As you may have noticed from Ken’s post, I attended a week-long conference last week. I’m required to do 50 hours of Continuing Medical Education every year, and a conference is a good way to get through a good bit of it in one sitting (or five, as the case may be).
My favorite lecture by far was the Wilderness Medicine lecture. At first glance, the topic didn’t seem all that applicable to me, but I am definitely glad I stayed, and took notes. Plus, the lecturer’s name was Dr. Donner, and who wouldn’t want to learn about wilderness survival from someone with that name?
The physician had led trips down the Grand Canyon, through wilderness in Africa, and even to the Himalayas. He served on the NASA advisory panel to determine medical supplies needed on the Space Station. His stories were fascinating. His advice was even better.
As I sat there listening, I realized that I was getting a great list of medical supplies to take with us when we go to Africa ourselves. Sure, we won’t be climbing a mountain, or white water rafting down a gorge, but we will be exposed to unfamiliar elements without access to Western medicine . . . unless we bring it ourselves.
Of course, much of what he talked about was prescription medications, but I thought some of his recommendations for over-the-counter products were pretty ingenious.
So here’s a list of over-the-counter medical supplies you might consider taking in a medical kit if you’re traveling to a place where medical care isn’t readily accessible, and space is an issue (international travel, hiking, camping, etc.) in addition to a regular first-aid kit.
- Aleve. Pain reliever is important, but to reduce the number of pills you have to pack, take this 12-hour pain reliever instead of Tylenol or Advil, which is dosed more frequently.
- DON’T take capsules of any kind. Just a touch of moisture and you’ve got a druggy icky mess.
- Afrin. Nosebleeds are common when traveling. If it’s a minor nosebleed, sit down, gently blow your nose to clear clots, and then sniff some Afrin nasal spray. It reduces blood supply, and stops the bleeding. If it doesn’t work, hold pressure for 20 minutes without peeking.
- Cough drops. And albuterol. Okay, so albuterol is a prescription, but if anyone has EVER used albuterol, it’s good for them to bring along. One or two puffs are great for coughs induced by exercise or infection.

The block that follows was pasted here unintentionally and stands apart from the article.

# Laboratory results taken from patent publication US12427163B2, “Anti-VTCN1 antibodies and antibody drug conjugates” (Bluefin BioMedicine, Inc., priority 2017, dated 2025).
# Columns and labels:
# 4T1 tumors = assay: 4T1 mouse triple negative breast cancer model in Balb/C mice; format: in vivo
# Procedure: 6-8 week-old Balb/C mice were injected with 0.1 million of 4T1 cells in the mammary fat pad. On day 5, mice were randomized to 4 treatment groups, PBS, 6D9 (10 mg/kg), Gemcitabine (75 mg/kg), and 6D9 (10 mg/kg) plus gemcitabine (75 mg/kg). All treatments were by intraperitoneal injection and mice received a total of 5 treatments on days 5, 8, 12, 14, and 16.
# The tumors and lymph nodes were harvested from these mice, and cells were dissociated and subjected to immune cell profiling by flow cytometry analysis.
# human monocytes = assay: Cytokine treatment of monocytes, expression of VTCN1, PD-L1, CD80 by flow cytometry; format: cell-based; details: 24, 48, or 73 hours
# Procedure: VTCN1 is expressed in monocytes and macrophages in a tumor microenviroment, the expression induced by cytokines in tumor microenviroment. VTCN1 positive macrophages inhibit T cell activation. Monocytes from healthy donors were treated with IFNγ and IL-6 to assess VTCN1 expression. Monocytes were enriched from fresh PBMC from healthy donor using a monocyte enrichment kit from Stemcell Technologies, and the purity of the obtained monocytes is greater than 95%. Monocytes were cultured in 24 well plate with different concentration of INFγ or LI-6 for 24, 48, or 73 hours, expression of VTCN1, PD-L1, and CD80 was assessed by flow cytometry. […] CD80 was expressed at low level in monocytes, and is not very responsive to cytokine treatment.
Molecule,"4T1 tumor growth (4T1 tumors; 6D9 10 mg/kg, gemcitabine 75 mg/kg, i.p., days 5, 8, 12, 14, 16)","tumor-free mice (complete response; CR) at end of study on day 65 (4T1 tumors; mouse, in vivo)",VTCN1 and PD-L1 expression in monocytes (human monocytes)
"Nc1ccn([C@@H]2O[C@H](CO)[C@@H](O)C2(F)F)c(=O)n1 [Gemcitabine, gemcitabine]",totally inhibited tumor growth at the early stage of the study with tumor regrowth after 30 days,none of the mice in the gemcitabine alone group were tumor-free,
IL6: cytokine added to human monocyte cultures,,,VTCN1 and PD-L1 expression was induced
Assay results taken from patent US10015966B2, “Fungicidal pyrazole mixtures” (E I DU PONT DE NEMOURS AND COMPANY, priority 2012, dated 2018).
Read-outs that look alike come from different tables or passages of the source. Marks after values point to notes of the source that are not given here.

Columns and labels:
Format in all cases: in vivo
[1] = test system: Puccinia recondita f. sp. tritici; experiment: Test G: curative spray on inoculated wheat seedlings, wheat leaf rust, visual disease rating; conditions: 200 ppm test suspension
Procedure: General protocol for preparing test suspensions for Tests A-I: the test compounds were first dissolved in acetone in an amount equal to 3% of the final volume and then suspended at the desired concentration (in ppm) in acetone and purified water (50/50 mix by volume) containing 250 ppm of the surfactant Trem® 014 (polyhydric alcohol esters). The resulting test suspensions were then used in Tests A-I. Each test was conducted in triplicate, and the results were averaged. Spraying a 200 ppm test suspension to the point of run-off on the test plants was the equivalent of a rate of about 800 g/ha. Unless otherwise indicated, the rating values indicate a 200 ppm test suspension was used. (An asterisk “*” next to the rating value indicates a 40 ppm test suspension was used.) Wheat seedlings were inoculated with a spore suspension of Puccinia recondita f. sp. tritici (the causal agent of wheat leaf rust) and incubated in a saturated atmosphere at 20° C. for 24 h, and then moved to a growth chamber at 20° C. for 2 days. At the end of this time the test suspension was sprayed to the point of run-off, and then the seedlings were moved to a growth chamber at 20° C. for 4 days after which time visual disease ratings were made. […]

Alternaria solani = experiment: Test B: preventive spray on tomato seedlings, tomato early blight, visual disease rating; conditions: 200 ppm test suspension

- No-Doz. If it’s not you, it’s going to be someone else on your trip. Someone will be a caffeine addict and get a raging headache on morning #2. You will be their best friend if you can give them one of these with a couple of Aleve. They may even need to carry your pack for a while in exchange.
- Heartburn medication. My personal preference is a PPI like omeprazole, and some Tums. One works slow and long, the other fast and short.
- Miralax packets. Many people develop “shy toilet syndrome” and can’t have a bowel movement in unfamiliar places. While this may not be a problem if you’re travelling for 2 days, if you’re travelling for 2 weeks, it’s an enormous problem.
- Oral rehydration salt packets. These basically make a Gatorade-like solution if water is added. Very important for someone who is vomiting or has the opposite problem than the last point.
- Duct tape. Aside from its utilitarian functions on the campsite, it’s great at reducing friction for known hot spots on heels and toes, in order to prevent blisters.
- An emergency blanket. This can double as sunglasses in case of eye irritation.
- Baby wipes. You can probably use your imagination.
The rest of the items covered were prescriptions, which was very helpful, or were items that everyone should bring (like sunscreen). It’s a great list for lots of different but common travel health problems.
What items have come in handy when you’ve been traveling?
2 thoughts on “Beyond First Aid: What every travel medical kit should have”
A note on duct tape: Do NOT leave ductape on the skin for extended periods of time (i.e. days). My mountain-climbing cousin did this and his toes just about fell off after his 2 week hike. 🙂
G.S.E.!!! It comes in drops or little tablets. It’s grapefruit seed extract and helps balance digestive issues associated with eating unfamiliar & foreign foods…we SWEAR by this stuff! I took it on a trip to thailand, and was the only one in my group who didn’t get sick from eating street foods. 🙂 We took it as a family in Mexico – no problems for any of us. Jamie took it with her to Indonesia, and took it for the first month – with no issues at all. We think it’s the miracle cure for travelers and will never travel without it again! 🙂 If you get the drops, which is what we use – it’s best to take it with some sort of juice – it’s VERY citrisy (?). Start taking it a day or two before you leave. And, on the other end of the trip – may be good to give it to your kids while traveling home – mixed with orange juice – to help them adjust to the changes in eating and water here. 🙂